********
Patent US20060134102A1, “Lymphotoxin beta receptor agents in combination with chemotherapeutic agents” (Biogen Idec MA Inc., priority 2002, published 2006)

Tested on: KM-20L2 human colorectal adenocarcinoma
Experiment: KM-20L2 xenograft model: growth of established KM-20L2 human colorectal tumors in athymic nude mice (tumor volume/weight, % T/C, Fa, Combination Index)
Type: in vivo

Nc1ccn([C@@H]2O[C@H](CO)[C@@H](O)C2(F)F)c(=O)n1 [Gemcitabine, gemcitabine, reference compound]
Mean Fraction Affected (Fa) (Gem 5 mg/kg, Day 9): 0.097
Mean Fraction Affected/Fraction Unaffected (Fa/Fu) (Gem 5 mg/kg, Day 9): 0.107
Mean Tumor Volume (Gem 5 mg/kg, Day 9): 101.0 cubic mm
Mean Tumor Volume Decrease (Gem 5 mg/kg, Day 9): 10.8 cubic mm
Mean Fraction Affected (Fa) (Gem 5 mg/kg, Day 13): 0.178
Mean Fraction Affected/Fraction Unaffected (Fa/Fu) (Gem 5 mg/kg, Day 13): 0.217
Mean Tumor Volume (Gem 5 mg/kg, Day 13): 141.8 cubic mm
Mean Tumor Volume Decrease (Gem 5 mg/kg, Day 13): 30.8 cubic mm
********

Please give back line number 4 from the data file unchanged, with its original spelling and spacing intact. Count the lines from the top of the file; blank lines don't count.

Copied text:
Type: in vivo